With the strange title "...ish" this story has
taking the time travellers to a conference which has been
convened to compile the biggest dictionary in the universe.
It is a very unusual play which is very dependant on what
is being said, rather than any physical action. But
it does have an intriguing twist on a familiar scenario.
Released in August this story sees the debut of Australian
writer Phil Pascoe and reunites the Sixth
Doctor, played by Colin Baker, with
companion Peri, played by Nicola Bryant, for the first time since the 1999's
Terror". It has been directed by Nicholas Briggs and was recorded on the
6th and 8th March 2002.
The cast of "
ish" is one of the smallest Big
Finish Productions has used for a while and those joining Colin Baker and
Nicola Bryant are: Moray Treadwell, Marie Collett, Oliver Hume and Chris
|Characters n. pl. the
dramatis personae of a story, e.g. the cast of a performed script, often listed
before the text.
The Doctor pr. n. Wanderer in time and space.
"Mastery of English? I'd naturally reverse the roles. It's English that has
mastered me. What a remarkable, versatile language."
Peri pr. n.
U.S. (contraction of Perpugilliam Brown) College student companion of The Doctor (q.v.). "I'd tag along... if I felt like yet another run through The
Story of English."
Book pr. n. A projected artificial
intelligence or 'hologlyph', the organising principle of the Lexicon. "I'm a
Osefa (de Palabra Hftzbrn, Ph.D.) pr. n.
Professor of Lexicography, research supervisor to Book (q.v.) and head of the
Lexicon project; a distinguished academic in her middle years. "She always was
Bob Cawdrey, the Symposiarch pr. n. Wealthy
patron of learning, the underwriter of the work of Osefa (q.v.) and Book
(q.v.), and convenor of the conference to present the Lexicon. "Words are my
entire working life. I trade in them, they made my fortune. And never, not
once, did one leap off a page and hijack my brain."
Warren pr. n.
A young man who comes into opposition with the work of Book (q.v.), Osefa
(q.v.) and Cawdrey (q.v.). "I'm a logophile. From lógos and
Extras n. pl. Incidental characters. See also:
Attendees, Delegates, Academics, et al.
...ish suffix? Enclitic
word (?) of unknown origins, as playing with the voices of its victim(s) or
hosts; sentient (?) auto-memetic (?) fragment (?) of the Omniverbum (q.v.?).
See also ...ish?? ...ish? ...ish?
|Extracts from Book's
Lexicon, chief editor Professor Hftzbrn, unpublished.
| Words - where
would be without them? They form the basis of a language and a means of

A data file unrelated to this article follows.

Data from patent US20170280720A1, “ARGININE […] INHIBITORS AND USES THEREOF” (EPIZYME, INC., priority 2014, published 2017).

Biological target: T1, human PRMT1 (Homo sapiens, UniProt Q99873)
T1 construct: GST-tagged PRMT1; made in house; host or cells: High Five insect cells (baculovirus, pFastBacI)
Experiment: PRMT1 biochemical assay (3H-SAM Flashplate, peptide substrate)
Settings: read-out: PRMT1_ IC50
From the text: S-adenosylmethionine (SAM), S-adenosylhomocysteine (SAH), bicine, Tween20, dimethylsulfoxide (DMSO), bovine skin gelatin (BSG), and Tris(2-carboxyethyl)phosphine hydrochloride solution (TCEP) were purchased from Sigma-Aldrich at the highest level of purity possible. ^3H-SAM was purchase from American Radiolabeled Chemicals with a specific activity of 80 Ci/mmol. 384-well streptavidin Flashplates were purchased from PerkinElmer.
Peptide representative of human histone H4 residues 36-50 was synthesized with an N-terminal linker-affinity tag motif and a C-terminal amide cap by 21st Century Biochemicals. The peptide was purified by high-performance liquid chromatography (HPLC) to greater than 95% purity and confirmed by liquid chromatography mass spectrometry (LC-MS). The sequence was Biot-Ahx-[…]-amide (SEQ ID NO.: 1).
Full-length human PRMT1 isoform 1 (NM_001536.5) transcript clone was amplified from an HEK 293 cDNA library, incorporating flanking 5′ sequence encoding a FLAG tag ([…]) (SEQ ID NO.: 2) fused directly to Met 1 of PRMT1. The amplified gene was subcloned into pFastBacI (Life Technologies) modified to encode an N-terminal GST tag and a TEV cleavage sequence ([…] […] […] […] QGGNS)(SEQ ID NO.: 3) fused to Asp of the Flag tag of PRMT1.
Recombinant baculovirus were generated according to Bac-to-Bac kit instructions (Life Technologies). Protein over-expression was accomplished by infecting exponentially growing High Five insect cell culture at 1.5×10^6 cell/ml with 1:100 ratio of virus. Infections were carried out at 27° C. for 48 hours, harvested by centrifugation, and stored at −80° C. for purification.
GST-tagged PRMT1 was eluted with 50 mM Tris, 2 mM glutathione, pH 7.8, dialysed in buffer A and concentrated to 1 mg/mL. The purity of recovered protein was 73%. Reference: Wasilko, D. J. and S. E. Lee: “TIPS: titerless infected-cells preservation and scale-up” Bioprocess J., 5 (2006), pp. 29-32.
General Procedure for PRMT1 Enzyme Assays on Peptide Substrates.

communication through history. As The Doctor states 'English! What a
remarkable versatile language. Ever expanding, adapting, surviving but never
compromising it's integrity nor it's poetry. One of the foremost achievements
of humankind, a living language in it's truest sense and a language worth
But what is Ish and what does it mean? According
Book in the Department of Lexicographic Studies it is almost a word but not
quite. 'Almost a word. Not quite. A fragment. Something. Slightly
But can the findings of The Lexicon be trusted? Because there
is a murder amongst a convocation of linguists, lexicologists and logomaniacs
who are attempting to showcase the most comprehensive dictionary of the English
language ever written - called simply "The Lexicon".
The Doctor and
Peri arrive in the university just as the Head of the Department of
Lexicographic Studies, Professor Osefa de Palabra Hftzbrn, is found dead in the
Scriptorium. And so The Doctor is drawn into a seemingly archetypal murder
mystery with them both immediately finding themselves in the thick of things.
With everything centring on the conference to present the
universe's most complete dictionary the true power of language becomes apparent
and The Doctor soon realises that Book, the hologlyph sophisticated artificial
intelligence behind the Lexicon itself whose role it is to seek out and define
every possible word and their possible connotations, brings the greatest
But who would want to intentional kill Professor Osefa and so
trigger a dangerous state of affairs and create an inexplicable matter that
requires all the skills of The Doctor to solve?
role as investigator, into both Osefa's murder, and the circumstances behind it
which are revealed, it soon transpires that there is much more to Warren than
just a keen interest in language. What exactly are his motivations which makes
the collation of words into dictionaries, such as the Lexicon, so
Peri soon finds herself predominantly with different members
of the campus and separated from The Doctor. But things come to head when,
during a communication received by Cawdry, the single word 'ish' is uttered,